Thank you! I love this series, too. I’ve always loved stories about the old west, and I adore those landscapes, and I love stories set in outer space: the final frontier - most sci-fi stories are just westerns if you think about it. I got really excited when I realized I could combine the two genres in this way… the first few images came to mind when I was listening to Serengeti & Sicker Man’s album, “Doctor My Own Patience.” There is a kind of broad narrative in these paintings, as well. I’m a sucker for conspiracy theories, so the paintings that have domes in them are kind of a reference to the Ancient Aliens theory. And I have a vague idea that the Space Cowgirls are interdimensional time-travelers, going back to Earth when it was worth visiting - before we screwed up the planet beyond recognition. Time-traveling tourism is a huge industry in the future, I imagine!

Are you a full-time artist or do you also have a day job/side hustle? If you do have a day job, does it tie in with your art practice?

I have a day job that takes up most of my working hours. I’m a virtual assistant, which means I’m a freelance contractor that helps clients with everything from inbox management to graphic design to social media management. There’s a lot of variety in that, which I like. It helps to think of myself as a client so I can stay on top of my own newsletters and social media in the midst of everyone else’s!

Let's talk about work/life balance. How do you balance family life, studio time, business and time for yourself?

I never feel like I’ve got things balanced, but I try hard to stick to business hours for my client work and my own administrative tasks. I usually end up spending evenings playing catch-up on my own tasks. Studio time gets ignored if I don’t do it first thing, and I’ve been trying to go to the gym before breakfast every morning, too. If I can be pulled away from my computer or working on my kid’s activity zine in the evenings, my husband and I like to watch movies or whatever tv series we’re into, or go out to dinner with friends which we do once a week, and which I’m always grateful for. I try to go hiking a few times a month on weekends – that’s the best form of self-care for me. And, I go to church with my husband on Sundays. We’ve found a great little community there, and focusing on the divine helps get me out of my own head - I also try to meditate daily, which is more of an intention than a practice these days. I do what I can!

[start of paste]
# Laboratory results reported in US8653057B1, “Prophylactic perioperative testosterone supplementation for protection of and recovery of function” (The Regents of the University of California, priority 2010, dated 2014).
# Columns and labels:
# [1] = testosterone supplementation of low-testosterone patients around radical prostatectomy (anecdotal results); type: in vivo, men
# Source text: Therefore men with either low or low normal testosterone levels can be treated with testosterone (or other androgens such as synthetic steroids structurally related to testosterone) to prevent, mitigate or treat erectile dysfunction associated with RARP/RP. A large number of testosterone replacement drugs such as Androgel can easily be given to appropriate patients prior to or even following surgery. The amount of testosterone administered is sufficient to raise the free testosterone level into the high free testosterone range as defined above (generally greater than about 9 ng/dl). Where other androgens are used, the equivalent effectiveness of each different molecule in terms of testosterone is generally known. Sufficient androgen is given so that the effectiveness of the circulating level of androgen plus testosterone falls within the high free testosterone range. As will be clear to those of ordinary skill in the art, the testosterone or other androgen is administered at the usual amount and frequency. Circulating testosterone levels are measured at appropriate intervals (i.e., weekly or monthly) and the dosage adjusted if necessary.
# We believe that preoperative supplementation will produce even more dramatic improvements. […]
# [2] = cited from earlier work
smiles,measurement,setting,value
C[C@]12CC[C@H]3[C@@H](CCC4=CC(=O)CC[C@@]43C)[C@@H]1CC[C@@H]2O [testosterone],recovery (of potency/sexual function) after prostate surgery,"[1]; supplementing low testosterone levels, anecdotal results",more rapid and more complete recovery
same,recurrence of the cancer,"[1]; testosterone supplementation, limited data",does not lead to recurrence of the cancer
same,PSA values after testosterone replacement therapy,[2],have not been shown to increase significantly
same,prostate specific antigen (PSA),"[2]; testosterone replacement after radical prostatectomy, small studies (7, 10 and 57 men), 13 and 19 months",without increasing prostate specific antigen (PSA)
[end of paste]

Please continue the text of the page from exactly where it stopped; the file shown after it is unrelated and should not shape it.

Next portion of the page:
What does being an artist mean to you?

That is such a difficult question! For me personally, being an artist means trying to make a significant contribution to our income with my art. But being an artist also means being a humanthat looks at the world and tries to communicate something about it to other people, and that has nothing to do with income streams or follower counts or anything like that. I have to remind myself of that second definition all the time. Then I go back to wondering if I’ll ever be able to justify spending so much time painting if I don’t want to live in an apartment for the rest of my life!

If you could give your 20 year old self one piece of advice, what would it be?

I would have said, quit dinkin’ around and take some GD classes on business and marketing if you aren’t going to make art! I was so indecisive at age 20. In my heart I’ve always wanted to be a full-time working artist, and I wish I had those few extra years of actively pursuing it under my belt. Hindsight is always 20/20, of course!

Thanks, Ciara! For more information about Ciara Barsotti, please visit her website, sign up for her weekly newsletter or follow her on Instagram. If you get a chance, please check out her upcoming group show Present from the Past, Art League Rhode Island (Dec 7, 2018 - March 7, 2019) or her Solo Exhibition Space Cowgirls, at the Parkview Gallery in Glen Echo Park, MD (April 6-17, 2019).

Do you have any questions or comments for Ciara? Add them to the comments below!

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  • Thank you for your thoughtful comments, Robin:) I’m so glad that you enjoyed the interview and you are indeed correct; Ciara is an incredibly honest human!

    Jessica Molnar
  • What a lovely insightful interview. I liked the questions and the answers. It feels as though Ciara is an incredibly honest human! I appreciate the forgiveness you offer yourself. We can all learn to be more gently with ourselves. And I love the art!

    Robin Lerios